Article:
Discerning the reason why the dating lives of young people have become such a downright mess has become a national pastime.
Is it hookup culture? Is it excessive drinking? Patriarchal oppression? Feminism? Global Warming? Too much sex? Not enough sex? The orgasm gap? High divorce rates? Disney indoctrination? Tinder? All of the above?
And yet seeminly the only thing we can find to agree upon is that the modern dating culture, or lack there of, is in shambles. And I mean real shambles. Like men and women are at each other’s throats. And unsurprisingly, both men and women are reportedly less happy than in previous generations.
Truth be told, there are indeed many factors at play in why today’s dating culture sucks, and truth be told it has to do with both men and women, and an array of actions, attitude and behaviors. There are no mere victims and perpetrators in the cast of modern dating, most men and women bear their share of grievances and faults in what makes this dating culture so toxic and unfulfilling.
Yet, in spite of the reality that nothing is ever black and white, there is a root cause for why so many millennials are fed up with dating.
Both genders think they have it harder.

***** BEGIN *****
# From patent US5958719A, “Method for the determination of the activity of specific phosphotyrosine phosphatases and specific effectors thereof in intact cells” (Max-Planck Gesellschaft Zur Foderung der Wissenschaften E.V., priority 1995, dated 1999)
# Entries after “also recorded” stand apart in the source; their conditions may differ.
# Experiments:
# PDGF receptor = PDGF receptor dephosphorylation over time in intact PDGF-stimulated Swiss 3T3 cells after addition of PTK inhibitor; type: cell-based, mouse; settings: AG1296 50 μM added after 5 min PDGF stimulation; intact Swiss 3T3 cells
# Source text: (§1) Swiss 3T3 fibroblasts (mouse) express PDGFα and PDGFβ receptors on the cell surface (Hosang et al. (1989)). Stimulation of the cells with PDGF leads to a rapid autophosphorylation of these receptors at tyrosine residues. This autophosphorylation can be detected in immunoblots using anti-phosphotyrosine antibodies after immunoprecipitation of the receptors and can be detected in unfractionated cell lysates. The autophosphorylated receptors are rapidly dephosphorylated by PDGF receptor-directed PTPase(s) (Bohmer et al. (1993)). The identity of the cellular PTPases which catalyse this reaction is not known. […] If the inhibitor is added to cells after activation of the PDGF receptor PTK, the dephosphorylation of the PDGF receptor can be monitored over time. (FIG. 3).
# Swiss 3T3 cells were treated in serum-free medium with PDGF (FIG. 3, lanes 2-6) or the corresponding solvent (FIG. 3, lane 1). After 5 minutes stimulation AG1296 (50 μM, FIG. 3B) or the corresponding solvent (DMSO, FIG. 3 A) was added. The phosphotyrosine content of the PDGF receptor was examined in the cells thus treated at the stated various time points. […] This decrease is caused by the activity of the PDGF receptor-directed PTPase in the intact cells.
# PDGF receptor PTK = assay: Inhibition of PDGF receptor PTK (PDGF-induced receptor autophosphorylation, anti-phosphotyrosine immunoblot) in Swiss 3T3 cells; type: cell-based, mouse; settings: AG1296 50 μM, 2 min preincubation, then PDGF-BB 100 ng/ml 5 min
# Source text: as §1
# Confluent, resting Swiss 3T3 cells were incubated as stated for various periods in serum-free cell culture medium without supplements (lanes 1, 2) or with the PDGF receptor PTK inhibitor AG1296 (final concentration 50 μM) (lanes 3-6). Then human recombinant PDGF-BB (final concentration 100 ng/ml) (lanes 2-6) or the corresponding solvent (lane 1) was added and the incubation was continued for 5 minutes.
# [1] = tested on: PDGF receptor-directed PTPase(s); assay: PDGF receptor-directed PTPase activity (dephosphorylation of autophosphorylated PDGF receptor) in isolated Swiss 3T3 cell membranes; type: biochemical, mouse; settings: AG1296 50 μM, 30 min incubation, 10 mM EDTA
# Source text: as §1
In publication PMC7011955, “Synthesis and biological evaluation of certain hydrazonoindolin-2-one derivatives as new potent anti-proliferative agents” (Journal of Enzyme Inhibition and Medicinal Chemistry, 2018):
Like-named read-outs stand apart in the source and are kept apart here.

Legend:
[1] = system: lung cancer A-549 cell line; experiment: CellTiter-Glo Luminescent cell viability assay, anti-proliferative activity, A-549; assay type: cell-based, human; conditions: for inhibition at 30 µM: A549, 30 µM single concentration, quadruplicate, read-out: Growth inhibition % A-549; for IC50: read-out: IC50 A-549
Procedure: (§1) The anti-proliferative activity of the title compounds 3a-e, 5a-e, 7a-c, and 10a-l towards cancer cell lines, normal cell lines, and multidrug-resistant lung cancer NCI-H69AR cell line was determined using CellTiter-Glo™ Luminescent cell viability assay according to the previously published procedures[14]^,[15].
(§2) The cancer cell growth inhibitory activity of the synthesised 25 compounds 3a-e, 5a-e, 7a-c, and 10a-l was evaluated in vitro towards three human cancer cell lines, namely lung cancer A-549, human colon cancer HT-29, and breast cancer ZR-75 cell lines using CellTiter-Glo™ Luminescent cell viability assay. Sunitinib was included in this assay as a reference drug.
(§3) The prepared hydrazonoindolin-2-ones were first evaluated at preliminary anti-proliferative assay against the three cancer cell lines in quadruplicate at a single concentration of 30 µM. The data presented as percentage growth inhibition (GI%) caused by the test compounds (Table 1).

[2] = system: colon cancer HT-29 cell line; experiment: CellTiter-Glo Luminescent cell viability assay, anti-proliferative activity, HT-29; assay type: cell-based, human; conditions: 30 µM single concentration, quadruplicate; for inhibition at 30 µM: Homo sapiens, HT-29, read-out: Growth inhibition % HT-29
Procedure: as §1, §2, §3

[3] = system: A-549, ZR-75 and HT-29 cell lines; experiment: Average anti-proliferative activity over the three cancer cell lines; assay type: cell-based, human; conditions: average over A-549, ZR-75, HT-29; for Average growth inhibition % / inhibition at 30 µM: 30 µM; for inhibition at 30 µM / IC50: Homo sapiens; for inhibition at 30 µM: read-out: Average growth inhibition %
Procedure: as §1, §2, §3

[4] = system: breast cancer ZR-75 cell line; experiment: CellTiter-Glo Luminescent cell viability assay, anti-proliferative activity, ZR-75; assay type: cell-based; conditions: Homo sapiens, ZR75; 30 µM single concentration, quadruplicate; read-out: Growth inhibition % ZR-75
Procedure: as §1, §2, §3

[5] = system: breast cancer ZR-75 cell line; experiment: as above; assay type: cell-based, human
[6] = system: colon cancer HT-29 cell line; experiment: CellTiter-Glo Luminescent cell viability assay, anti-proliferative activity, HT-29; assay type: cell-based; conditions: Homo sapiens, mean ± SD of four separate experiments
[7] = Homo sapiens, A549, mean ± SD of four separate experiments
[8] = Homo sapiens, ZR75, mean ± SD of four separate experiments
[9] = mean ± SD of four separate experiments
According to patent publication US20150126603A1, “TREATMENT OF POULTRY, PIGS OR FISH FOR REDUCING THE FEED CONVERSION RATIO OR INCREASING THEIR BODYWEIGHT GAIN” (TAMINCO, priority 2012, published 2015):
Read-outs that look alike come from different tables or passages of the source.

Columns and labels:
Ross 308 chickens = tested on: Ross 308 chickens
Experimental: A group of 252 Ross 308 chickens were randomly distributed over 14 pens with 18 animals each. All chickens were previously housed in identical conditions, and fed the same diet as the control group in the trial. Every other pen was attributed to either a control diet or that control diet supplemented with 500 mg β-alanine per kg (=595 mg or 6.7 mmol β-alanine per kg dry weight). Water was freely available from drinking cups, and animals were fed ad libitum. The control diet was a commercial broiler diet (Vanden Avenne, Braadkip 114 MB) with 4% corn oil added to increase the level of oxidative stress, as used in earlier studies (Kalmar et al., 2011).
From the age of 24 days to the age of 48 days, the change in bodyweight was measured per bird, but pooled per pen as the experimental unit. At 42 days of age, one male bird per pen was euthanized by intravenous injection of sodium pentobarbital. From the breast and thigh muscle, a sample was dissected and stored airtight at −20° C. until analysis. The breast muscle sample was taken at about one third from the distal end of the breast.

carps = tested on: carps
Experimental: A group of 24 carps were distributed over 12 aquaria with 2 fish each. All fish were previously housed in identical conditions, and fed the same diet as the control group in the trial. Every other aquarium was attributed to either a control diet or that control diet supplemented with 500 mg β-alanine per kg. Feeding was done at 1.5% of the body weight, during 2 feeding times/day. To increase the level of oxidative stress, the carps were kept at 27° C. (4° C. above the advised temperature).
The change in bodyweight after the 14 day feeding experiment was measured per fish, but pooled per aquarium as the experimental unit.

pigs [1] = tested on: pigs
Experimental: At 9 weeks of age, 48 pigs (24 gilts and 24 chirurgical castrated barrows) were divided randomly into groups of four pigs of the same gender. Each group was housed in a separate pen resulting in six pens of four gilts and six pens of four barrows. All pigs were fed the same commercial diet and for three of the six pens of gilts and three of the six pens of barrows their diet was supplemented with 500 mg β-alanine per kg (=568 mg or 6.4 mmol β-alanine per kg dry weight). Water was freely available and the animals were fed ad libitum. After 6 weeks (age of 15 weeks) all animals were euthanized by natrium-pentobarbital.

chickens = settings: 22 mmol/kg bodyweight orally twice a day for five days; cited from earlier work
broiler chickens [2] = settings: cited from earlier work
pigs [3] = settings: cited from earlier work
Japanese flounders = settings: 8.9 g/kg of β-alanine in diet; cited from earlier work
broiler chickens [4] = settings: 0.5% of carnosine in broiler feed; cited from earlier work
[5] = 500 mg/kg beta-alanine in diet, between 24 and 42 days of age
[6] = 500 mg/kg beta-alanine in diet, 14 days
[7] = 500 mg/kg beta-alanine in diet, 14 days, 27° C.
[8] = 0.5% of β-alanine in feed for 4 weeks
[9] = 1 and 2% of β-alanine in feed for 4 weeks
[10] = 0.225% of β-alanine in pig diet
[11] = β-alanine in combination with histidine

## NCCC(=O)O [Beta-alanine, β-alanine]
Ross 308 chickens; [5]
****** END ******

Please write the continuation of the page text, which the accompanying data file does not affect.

Both want to cry out victim status. The result is that both genders want to use their victim card to rationalize negative behaviors and to negate sheer laziness when it comes to wooing the oppossite sex. I am sure there are some out there right now that would cringe at the mere idea of having to “woo” the opposite sex, given how “unfair” dating is, and how “unfair” their gender already has it.
Common logic is as follows: I am a girl, I already have to fight to stay afloat in a man’s world, I have to stuff my tits into a bra, put on eyeliner so I can look like eye candy to entitled men and then try not to talk too much in meetings lest I appear “too bossy and bitchy” and a man has the audacity to think that I should cook for him/ look nice for him/ blow him/ whatever dating ritual?????
Most feminist dogma encourages and perpetuates these ideas of oppression and unfairness. This is not to say that all complaints are invalid, but rather that much of feminist rhetoric centers on things that are seemingly unfair to Western, comparably privileged women.
As for men, the logic is somewhat more counter-cultural, but still just as loud among young men. “I am expected to pay for her, buy her gifts, commit to her, treat her like a princess and then put up with whatever drama, dozens of other sex partners and inevitable divorce and loss of assets all because she might once and awhile have sex with me? No thanks.”
Regardless of where you might fall in the “debate,” both genders have some qualms with the fairness of it all. Men are tired of being the scapegoat for the world’s problems but never getting to share their own issues, and women are tired of having to masquerade as dainty little sex objects for a man’s pleasure.
The result is that both genders want to be “the victim,” to sit on the highest rung of the hierarchy of suffering and hold social, cultural and emotional power over the other as reparations for the unfairness of it all.